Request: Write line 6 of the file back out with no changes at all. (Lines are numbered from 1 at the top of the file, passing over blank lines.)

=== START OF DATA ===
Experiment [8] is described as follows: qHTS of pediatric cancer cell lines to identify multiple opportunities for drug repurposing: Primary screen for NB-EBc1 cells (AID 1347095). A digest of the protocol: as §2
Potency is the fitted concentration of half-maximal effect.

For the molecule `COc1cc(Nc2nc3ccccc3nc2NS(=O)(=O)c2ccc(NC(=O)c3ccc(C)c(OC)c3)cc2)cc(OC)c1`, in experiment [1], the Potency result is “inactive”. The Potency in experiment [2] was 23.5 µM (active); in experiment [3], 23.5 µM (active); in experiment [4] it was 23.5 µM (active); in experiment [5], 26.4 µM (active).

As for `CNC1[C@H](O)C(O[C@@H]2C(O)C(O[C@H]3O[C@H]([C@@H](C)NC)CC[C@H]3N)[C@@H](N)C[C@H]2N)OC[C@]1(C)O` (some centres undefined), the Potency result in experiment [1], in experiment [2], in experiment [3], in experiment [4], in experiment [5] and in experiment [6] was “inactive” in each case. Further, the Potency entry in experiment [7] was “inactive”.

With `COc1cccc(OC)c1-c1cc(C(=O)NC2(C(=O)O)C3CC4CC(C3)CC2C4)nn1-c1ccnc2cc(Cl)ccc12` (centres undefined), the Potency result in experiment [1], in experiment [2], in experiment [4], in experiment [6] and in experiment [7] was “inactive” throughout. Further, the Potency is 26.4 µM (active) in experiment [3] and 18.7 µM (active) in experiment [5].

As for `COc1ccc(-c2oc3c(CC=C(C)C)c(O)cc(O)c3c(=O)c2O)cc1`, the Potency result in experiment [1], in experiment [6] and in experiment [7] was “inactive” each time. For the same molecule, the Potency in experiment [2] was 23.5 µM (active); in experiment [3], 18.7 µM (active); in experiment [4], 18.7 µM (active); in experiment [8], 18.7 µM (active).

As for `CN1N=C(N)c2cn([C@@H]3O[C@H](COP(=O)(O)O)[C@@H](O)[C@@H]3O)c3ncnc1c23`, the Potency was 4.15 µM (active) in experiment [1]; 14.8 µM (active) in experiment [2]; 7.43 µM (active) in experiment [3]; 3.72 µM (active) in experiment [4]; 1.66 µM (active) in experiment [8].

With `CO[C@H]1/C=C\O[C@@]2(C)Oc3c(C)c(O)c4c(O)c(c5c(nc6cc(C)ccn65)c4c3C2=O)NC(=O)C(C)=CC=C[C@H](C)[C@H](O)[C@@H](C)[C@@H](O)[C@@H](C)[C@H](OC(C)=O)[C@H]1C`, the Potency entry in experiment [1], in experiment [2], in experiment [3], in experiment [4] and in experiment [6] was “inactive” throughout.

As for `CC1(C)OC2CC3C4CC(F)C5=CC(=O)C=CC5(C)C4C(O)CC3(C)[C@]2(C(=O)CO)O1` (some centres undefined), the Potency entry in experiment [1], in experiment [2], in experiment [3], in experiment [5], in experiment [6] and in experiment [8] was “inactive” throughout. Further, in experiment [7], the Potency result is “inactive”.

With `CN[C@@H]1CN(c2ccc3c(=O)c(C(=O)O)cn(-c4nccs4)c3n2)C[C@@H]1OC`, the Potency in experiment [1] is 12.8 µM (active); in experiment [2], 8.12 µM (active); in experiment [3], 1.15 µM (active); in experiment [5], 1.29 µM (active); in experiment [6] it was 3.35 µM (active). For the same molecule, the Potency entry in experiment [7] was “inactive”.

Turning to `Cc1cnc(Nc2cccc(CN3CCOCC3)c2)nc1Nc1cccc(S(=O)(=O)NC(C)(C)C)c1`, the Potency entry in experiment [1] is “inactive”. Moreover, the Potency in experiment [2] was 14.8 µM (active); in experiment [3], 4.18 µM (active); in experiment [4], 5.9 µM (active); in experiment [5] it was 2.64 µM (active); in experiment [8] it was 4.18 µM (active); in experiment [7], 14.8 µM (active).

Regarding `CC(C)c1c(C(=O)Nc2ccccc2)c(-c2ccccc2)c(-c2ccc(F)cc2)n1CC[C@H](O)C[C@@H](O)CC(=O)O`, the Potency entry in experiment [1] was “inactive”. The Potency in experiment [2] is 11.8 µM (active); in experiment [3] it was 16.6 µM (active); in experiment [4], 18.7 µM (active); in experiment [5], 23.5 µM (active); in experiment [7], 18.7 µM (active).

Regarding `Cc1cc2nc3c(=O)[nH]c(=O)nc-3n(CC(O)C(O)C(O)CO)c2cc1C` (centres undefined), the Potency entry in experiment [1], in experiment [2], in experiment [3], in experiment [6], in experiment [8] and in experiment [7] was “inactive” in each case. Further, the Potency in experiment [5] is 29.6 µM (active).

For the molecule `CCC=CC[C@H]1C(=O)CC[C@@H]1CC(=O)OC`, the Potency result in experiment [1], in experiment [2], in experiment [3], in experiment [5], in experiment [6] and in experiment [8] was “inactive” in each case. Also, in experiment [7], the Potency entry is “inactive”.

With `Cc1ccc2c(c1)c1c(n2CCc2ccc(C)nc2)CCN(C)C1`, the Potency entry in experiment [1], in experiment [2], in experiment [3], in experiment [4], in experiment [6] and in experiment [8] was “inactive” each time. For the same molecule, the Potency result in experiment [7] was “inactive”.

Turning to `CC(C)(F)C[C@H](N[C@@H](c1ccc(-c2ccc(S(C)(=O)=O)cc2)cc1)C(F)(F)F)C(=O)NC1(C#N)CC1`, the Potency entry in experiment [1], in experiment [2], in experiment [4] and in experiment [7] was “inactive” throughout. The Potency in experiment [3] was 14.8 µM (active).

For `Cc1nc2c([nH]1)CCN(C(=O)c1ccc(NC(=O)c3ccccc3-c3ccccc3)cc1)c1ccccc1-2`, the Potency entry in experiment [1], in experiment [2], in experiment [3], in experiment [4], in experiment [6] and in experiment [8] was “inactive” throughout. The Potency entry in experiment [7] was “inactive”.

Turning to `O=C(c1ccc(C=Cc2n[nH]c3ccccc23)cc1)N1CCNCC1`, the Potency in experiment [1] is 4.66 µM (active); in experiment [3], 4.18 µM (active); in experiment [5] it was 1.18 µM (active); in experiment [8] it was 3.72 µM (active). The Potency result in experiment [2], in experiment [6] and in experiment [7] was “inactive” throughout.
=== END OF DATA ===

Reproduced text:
As for `COc1ccc(-c2oc3c(CC=C(C)C)c(O)cc(O)c3c(=O)c2O)cc1`, the Potency result in experiment [1], in experiment [6] and in experiment [7] was “inactive” each time. For the same molecule, the Potency in experiment [2] was 23.5 µM (active); in experiment [3], 18.7 µM (active); in experiment [4], 18.7 µM (active); in experiment [8], 18.7 µM (active).